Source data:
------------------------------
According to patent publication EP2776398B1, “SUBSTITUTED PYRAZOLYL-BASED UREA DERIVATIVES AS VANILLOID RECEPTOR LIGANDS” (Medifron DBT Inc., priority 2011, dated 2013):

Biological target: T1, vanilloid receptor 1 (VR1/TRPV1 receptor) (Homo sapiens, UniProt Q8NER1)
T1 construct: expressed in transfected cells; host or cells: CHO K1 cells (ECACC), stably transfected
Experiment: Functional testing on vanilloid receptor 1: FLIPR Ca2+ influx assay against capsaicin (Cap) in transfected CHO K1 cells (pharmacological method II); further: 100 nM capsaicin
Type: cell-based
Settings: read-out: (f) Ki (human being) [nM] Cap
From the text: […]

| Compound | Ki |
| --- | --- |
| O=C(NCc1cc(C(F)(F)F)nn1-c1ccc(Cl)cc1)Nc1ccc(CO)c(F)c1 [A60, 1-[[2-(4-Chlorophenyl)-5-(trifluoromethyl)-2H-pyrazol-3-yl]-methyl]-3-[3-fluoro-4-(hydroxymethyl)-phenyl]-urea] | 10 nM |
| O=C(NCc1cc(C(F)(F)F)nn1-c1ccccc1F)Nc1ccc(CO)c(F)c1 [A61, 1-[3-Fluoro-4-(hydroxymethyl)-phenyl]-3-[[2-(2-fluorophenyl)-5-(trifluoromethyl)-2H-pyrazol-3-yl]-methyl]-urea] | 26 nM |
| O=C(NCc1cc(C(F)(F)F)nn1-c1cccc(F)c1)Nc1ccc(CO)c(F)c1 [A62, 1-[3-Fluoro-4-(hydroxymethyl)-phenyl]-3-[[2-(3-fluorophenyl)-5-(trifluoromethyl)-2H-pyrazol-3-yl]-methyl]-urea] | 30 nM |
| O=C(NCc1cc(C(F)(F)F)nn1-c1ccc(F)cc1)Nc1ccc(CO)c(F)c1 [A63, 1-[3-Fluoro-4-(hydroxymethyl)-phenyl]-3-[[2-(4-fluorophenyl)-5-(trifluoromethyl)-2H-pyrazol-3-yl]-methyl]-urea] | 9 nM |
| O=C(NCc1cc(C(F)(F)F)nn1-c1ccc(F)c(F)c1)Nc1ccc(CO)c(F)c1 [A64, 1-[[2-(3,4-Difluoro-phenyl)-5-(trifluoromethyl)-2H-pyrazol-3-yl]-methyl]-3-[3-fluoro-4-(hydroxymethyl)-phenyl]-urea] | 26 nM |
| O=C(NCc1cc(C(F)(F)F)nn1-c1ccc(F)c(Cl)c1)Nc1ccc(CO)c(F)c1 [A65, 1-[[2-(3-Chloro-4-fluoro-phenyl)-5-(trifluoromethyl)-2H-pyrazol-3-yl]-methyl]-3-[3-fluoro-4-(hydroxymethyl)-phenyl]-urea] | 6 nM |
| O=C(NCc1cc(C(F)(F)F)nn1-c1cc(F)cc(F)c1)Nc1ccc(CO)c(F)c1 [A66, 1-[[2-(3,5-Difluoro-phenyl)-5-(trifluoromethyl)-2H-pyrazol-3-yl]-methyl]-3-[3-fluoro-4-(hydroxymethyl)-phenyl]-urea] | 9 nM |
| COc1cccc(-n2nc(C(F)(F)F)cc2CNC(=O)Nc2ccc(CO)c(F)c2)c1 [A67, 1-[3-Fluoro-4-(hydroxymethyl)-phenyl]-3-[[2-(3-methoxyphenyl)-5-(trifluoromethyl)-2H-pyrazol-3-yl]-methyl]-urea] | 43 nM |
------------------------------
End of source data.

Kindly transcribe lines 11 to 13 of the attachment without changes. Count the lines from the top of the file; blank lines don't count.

| O=C(NCc1cc(C(F)(F)F)nn1-c1ccccc1F)Nc1ccc(CO)c(F)c1 [A61, 1-[3-Fluoro-4-(hydroxymethyl)-phenyl]-3-[[2-(2-fluorophenyl)-5-(trifluoromethyl)-2H-pyrazol-3-yl]-methyl]-urea] | 26 nM |
| O=C(NCc1cc(C(F)(F)F)nn1-c1cccc(F)c1)Nc1ccc(CO)c(F)c1 [A62, 1-[3-Fluoro-4-(hydroxymethyl)-phenyl]-3-[[2-(3-fluorophenyl)-5-(trifluoromethyl)-2H-pyrazol-3-yl]-methyl]-urea] | 30 nM |
| O=C(NCc1cc(C(F)(F)F)nn1-c1ccc(F)cc1)Nc1ccc(CO)c(F)c1 [A63, 1-[3-Fluoro-4-(hydroxymethyl)-phenyl]-3-[[2-(4-fluorophenyl)-5-(trifluoromethyl)-2H-pyrazol-3-yl]-methyl]-urea] | 9 nM |